Tuesday, 22 April 2008

Are books getting longer?

One of the books I’ve been really enjoying over the last couple of months (the ones I’ve commissioned aside, of course) is Mark Penn’s fascinating Microtrends. Penn is an American pollster famous for coining the phrase ‘soccer mums’, a small but influential group of voters who could swing elections. In Microtrends, he describes dozens of these other groups that aren’t large enough to make headlines, but still plenty big enough to change things. One movement he notes in culture is that of the rise of the long attention span – that despite culture supposedly dumbing down, there are many of watching longer films, loving The Sopranos and The Wire, and not being put off by doorstep books. There’s a graph in the book, which shows how the length of the average book has risen over the past ten years, from just under 400 pages in 1995, to just under 500 pages in 2005.

That might be a sign that people want stuff in more depth. But my first reaction as a publisher was to think, whatever happened to the art of editing?

Friday, 18 April 2008

Fair Enough

Monday to Wednesday this week has seen publishing taking part in its annual gathering to moan about the London Book Fair. I think it’s compulsory to go on about how much you hate it, even though secretly everyone quite likes a couple of days out of the office swanning around as though they’re dead important. The days of the big fair books felt a long time ago, with most of the major announcements being books that had been bought months back and the rights people seeing more action than editors. The best bits, as always, were not the appointments themselves, but the people you bump into in the corridor. On Tuesday night, an impromptu gathering in a nearby pub swelled into what felt like half of publishing by the time I wended my way. I got more out of those couple of pints than the rest of the fair put together.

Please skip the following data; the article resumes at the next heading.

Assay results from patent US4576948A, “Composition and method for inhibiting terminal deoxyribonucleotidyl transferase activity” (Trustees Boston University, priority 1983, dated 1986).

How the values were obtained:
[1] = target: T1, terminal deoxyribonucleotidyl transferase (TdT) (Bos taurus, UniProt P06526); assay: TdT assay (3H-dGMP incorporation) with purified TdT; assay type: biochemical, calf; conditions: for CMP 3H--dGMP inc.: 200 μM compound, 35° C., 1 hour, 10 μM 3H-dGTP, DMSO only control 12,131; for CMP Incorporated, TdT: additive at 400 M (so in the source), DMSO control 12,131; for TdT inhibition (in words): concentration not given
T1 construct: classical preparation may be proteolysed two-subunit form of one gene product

Tuesday, 8 April 2008

And the Winners Are...

Ever so slightly belatedly, here are the results of the Bad Idea/ Portico writing competiton. The winner was Emma Hooper, with the following writers shortlisted: Susan Jackman, Caroline Moran, Tom Williams and Benjamin Wood. If you ever want to know what it feels like being an alcoholic, try queuing up with competition prizes of five bottles of whisky plus a sandwich for your lunch! There was a whole range of quality entered, but what I particularly enjoyed was the passion that people showed for the process of writing itself. I was disappointed, perhaps a little bit, that every single one of the entries were electronically written, and no one had written in pen. But I think that's just me. The rather wonderful Bad Idea Anthology itself, is out next month, complete with an exciting looking evening at the V&A.